by Jonathon Blakeley
Sunday, January 29th, 2012
If you are running a charity or trust in Britain or the USA, there is no minimum required spend on charitable purposes. So one could have a charity that takes several hundred thousand pounds a years in donations, and employs many well paid staff. As long as that charity does the bare minimum required by the Charity Commission, there is not a minimum required spend on actual charitable acts.
This is crucial, this means that by having a basic website, and indulging in some basic public work, leafleting & marketing, an organization can qualify as being a charity. One only has to look at the scandal of ‘Atlantic Bridge’ involving Liam Fox & Adam Werritty, to see this charity model in place there.
Whilst I am not implying that all charities operate in such a self-interested way, there is evidence that many charities are failing to deliver on the most basic of requirements. The following are just a few examples that I have found.
The charity ‘Atlantic Bridge’ ran for some 4 years without notice until a suspicious blogger flagged it to the charity commission and it all came undone. Stephen Newton the political blogger in question, who uncovered the scandal also points out that he had notified the charity commission earlier in 2009 but they failed to do anything about it.
British Friends of Hazon Yeshaya is another charity that has been caught up in a fraud scandal. Its purpose is to provide soup kitchens for the (Jewish) poor and needy in Israel. The charity raised over £750 000 last year, all the money went abroad to Israel, yet it failed to make the 14 000 meals a day which it was supposed to. Despite this it is still fund-raising in the UK.
The CST (Community Security Trust) is a Jewish charitable trust that has just been awarded a grant from the public purse. The grant of £2 million to Jewish Schools for security guards (CST security guards I bet) was issued by Michael Gove (Education secretary), despite him being listed on the CST advisory board. No conflict of interest here then. Coincidentally, Michael Gove has also received money from the CFI (Unincorporated_association - another type of charity) in 2005, and his islamophobic book ‘Celsius 7/7′ is free when you join the CST. Let us review these facts: -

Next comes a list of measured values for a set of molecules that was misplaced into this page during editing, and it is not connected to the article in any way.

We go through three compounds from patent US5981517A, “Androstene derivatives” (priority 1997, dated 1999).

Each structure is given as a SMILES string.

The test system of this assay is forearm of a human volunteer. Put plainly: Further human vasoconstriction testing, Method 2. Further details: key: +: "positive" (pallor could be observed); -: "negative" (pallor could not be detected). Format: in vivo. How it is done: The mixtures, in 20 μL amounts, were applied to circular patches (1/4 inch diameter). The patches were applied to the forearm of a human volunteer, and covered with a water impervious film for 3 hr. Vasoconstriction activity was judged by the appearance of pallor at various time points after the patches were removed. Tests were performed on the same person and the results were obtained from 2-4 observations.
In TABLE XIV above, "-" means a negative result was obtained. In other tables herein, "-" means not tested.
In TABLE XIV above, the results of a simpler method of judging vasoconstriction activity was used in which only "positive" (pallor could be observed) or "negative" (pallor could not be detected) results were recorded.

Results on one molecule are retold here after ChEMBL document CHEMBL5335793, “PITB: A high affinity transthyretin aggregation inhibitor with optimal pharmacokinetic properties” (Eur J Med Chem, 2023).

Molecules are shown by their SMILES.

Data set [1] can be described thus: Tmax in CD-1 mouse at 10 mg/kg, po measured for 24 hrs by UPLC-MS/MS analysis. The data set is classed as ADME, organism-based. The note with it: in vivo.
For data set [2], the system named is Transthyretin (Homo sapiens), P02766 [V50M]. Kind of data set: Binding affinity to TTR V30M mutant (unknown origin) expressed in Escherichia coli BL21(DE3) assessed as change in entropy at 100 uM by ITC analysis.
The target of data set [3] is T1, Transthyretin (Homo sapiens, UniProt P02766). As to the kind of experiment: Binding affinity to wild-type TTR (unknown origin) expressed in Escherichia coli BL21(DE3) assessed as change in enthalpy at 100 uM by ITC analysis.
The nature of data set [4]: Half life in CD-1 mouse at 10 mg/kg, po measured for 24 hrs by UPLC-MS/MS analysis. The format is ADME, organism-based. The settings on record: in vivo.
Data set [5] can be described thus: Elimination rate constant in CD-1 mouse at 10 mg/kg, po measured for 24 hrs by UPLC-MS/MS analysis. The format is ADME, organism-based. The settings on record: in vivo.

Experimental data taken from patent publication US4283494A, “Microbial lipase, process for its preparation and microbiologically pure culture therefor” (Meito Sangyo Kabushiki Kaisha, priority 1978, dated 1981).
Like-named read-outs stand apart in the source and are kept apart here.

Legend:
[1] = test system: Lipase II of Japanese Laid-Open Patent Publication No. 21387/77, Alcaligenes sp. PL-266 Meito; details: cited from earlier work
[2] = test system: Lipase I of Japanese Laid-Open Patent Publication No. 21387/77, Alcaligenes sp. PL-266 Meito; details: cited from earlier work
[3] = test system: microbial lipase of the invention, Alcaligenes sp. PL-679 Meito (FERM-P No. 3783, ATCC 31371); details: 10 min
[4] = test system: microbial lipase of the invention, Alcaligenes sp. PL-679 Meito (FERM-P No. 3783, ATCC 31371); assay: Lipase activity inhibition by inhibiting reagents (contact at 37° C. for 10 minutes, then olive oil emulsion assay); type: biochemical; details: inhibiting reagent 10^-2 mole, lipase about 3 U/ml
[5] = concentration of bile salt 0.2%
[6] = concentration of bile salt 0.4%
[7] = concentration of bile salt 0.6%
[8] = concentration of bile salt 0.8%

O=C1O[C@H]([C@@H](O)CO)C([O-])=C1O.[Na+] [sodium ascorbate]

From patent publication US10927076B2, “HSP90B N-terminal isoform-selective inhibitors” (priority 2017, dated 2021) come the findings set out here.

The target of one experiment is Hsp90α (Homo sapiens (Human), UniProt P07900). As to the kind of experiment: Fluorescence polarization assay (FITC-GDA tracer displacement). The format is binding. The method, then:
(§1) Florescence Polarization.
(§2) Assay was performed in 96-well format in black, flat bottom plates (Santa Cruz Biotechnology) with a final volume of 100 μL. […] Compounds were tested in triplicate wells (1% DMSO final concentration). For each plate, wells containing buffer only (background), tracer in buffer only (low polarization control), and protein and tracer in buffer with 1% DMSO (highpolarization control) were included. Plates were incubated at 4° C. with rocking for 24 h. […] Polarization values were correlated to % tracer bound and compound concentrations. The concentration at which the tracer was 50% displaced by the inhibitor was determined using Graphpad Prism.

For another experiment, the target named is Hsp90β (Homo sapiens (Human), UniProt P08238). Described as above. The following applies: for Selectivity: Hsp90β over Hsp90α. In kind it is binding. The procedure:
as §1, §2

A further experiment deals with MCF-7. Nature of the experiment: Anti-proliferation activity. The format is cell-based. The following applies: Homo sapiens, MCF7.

Gove’s book is a confused epic of simplistic incomprehension, riddled with more factual errors and misconceptions than any other text I have come across in two decades of reviewing books on this subject. 
William Dalrymple, A global crisis of understanding, The Times, 24 September-2009.
Here is a very interesting video from Michael Gove who seeks to encourage Islamophobia through his book.
Finally, from my personal work experience in the ‘third sector’ in two charity organizations I worked in, I was told by the staff, that they typically spend 10-20% of their turnover on charitable acts. It is clear that many charities are failing to deliver help to those that they say they support, or are just under-cover organizations designed to extract money and support from people who often have the best of intentions.
“The road to hell is paved with good intentions” source.
Until we see proper regulation, transparency and accountability, the ‘third sector’ will continue to be plagued by corruption and fraud. It has become glaringly obvious that some charities & trusts are using the cover of their ‘good intentions’ to pursue their own quite separate and sometimes contradictory agendas.